Russians accuse Kiev of hiding crimes against Jews

Jewish leaders from Odessa have disputed the reports of anti-Semitic attacks, stating that no such incidents had occurred and that they had not experienced any rise in anti-Semitism.

Pushing back against accusations that it is inflating the prevalence of anti-Semitism in Ukraine as part of the conflict between the two countries, Russia last week asserted that Kiev has been intentionally playing down instances of violence against Jews and other minorities.

Responding to Russian media reports about a series of attacks last month against Jews in Odessa, Evgeny Piskunov, the second secretary of the Russian Embassy in Tel Aviv, told The Jerusalem Post on Thursday that while his government could not corroborate the specific incidents described, he believes that violence against minorities is frequently concealed by Ukraine.

Following last winter’s Euromaidan revolution, the authorities in Kiev have done “their utmost to cover up extremists’ attacks on ethnic and religious minorities, including Russians and Jews, and prevent their coverage in the media with an obvious aim to avoid strong international response to such acts,” Piskunov said.

“Kiev failed to hide some crimes against representatives of the Jewish community of Ukraine,” he added.

Jewish leaders from Odessa have disputed the reports of anti-Semitic attacks, stating that no such incidents had occurred and that they had not experienced any rise in anti-Semitism.

While a series of anti-Semitic attacks that took place during the anti-Russian uprising led to worries over communal safety, such concerns have faded, though not disappeared, following the failing fortunes of ultra-nationalist political factions such as Svoboda and the emergence of the civil war in the country’s east.

Representatives of the Ukrainian Jewish community have challenged Russia’s assertion that their government is anti-Semitic, with some going so far as to accuse Moscow of instigating anti-Semitic provocations in order to justify its interventions.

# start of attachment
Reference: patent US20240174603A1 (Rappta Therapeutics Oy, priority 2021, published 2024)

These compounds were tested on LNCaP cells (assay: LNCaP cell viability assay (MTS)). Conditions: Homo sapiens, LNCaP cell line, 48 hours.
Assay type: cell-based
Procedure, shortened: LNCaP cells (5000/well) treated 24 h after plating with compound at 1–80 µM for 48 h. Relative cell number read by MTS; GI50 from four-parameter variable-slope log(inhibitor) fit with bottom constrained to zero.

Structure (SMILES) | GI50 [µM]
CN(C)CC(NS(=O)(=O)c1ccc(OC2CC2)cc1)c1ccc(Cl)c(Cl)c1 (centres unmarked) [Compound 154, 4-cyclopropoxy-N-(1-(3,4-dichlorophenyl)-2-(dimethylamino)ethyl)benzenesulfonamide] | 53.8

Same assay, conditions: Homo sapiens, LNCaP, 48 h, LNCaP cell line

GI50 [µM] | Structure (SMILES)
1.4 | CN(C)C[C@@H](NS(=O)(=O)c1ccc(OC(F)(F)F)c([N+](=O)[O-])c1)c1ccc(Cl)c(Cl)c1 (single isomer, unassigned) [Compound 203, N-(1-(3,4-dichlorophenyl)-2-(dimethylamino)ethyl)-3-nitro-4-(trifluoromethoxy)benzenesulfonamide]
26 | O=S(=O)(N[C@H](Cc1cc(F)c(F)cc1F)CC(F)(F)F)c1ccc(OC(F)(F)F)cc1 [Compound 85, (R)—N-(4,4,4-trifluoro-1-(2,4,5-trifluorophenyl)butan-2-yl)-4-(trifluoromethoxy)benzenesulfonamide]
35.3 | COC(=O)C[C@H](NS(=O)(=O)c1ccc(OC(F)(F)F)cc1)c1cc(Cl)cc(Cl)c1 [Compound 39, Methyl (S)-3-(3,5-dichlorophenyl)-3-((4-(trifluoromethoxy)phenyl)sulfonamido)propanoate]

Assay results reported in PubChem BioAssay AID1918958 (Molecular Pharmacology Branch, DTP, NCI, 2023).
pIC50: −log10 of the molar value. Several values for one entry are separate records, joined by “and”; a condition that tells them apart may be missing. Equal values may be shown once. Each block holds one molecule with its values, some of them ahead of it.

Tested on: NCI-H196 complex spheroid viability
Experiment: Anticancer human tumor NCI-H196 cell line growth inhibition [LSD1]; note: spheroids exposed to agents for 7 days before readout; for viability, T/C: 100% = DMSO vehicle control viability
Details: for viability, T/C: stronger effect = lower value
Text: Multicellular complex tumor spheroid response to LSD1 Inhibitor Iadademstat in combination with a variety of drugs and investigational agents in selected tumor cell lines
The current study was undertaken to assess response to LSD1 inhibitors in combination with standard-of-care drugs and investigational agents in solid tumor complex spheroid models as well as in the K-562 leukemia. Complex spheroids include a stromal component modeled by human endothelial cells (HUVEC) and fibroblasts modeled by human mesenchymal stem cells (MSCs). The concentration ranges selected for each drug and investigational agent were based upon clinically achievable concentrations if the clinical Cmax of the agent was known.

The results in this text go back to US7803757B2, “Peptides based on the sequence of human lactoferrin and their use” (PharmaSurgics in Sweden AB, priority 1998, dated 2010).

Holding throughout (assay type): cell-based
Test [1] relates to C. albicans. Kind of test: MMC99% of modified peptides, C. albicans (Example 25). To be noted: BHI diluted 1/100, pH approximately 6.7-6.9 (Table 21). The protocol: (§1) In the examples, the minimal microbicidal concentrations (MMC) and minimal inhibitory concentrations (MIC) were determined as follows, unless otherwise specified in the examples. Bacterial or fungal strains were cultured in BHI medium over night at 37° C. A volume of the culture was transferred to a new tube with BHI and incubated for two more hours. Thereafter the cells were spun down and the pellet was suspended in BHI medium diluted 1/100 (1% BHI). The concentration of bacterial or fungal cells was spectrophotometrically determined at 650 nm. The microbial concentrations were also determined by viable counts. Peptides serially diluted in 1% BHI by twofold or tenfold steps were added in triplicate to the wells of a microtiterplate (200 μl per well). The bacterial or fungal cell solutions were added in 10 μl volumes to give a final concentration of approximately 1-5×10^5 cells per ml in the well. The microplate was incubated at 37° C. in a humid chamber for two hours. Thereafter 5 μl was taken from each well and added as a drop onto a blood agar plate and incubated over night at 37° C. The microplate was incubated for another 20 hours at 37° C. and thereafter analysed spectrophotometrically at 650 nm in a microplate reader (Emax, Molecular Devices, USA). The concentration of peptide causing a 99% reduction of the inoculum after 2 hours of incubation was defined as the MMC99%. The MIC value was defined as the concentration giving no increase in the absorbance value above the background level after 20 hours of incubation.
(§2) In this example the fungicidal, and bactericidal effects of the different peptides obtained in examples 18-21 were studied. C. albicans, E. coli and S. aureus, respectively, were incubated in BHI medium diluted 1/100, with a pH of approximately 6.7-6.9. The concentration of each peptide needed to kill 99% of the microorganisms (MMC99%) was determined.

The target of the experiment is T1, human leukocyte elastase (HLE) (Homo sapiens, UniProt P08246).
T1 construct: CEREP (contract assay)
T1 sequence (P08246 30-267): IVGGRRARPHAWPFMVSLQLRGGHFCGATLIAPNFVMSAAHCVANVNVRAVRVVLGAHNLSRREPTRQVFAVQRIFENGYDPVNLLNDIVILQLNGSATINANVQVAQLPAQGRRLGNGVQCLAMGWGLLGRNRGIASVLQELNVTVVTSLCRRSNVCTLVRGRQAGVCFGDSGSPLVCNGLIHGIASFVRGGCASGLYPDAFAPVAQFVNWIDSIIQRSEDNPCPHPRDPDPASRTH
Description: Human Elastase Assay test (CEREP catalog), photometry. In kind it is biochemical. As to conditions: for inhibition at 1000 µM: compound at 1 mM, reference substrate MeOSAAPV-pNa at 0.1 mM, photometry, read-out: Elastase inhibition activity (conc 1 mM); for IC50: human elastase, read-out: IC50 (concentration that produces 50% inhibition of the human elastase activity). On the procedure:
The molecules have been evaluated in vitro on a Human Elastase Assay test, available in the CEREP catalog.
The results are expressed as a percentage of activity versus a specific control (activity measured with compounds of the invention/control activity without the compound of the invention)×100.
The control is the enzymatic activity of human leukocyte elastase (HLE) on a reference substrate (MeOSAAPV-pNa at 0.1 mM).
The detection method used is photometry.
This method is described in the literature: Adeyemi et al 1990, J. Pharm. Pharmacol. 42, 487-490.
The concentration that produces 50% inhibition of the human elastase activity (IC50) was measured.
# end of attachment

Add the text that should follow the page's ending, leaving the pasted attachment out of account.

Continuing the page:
Not only is Ukraine attempting to whitewash anti-Semitism, but it has, through the western media, disparaged Russia unfairly, Piskunov added.

The press, “often trying to follow the official propaganda of the authorities in Kiev, intentionally or not, demonize Russia’s role in the conflict,” he said, recommending that reporters stick to Russian government websites and the state-run media to ascertain “what Russia really does or thinks.”

There has been a great deal of misinformation on both sides, noted Human Rights Watch researcher Yulia Gorbunova, who said that “Russian officials and state media grossly distorted, manipulated, and at times invented information about the conflict.”

“In response, the Ukraine government imposed excessive restrictions on freedom of media, including by banning Russian channels and barring journalists from the country,” she added.

Piskunov’s accusations elicited an angry response from Ukrainian Jewish leaders.

“As Jewish organizations we would never let anyone to cover-up anti-Semitic incidents,” said Eduard Dolinsky of the Ukrainian Jewish Committee.

“Western media [is] always particularly sensitive to anti-Semitism and critical of Ukrainian governments. Therefore I can’t imagine this kind of conspiracy.”

“Ukrainian authorities had never engaged in fixing crimes on ethnic or religious grounds,” agreed Josef Zissels, the president of the Vaad Association of Jewish Organizations and Communities of Ukraine.

“It is quite probable that over half of the anti-Semitic incidents of the recent year are provocations, committed to support and enrich with facts the powerful propaganda campaign of the former Ukrainian and current Russian government against the democratic, pro-European movement in Ukraine,” he said.

As both Russia and Ukraine have positioned themselves as protectors of the Jewish community, anti-Semitism has become another weapon in the propaganda battle accompanying the fighting on the battlefield.

“It is obvious that just as the Russians have a vested interest in highlighting such incidents, to the extent that they really occur, the Ukrainians have a vested interest in playing them down, for obvious reason,” said Dr. Efraim Zuroff of the Simon Wiesenthal Center. ”The question is how to verify whether the reports from Ukraine, and especially from eastern Ukraine, are accurate.”

One Ukrainian communal figure, speaking on condition of anonymity, said that while anti-Semitism isn’t the pressing concern that Moscow makes it out to be, as part of this propaganda war, Ukraine has attempted to downplay anti-Semitic incidents when they occur.

“We know of the attack on the synagogue in Kiev and other attacks which have not hit the news,” he said, referring to the pre-Rosh Hashana firebombing of a synagogue in the capital that received little attention outside of the Jewish press. “That doesn’t mean it’s as rampant or widespread as the Russians make out but it is there, specifically against the pro-Russians.”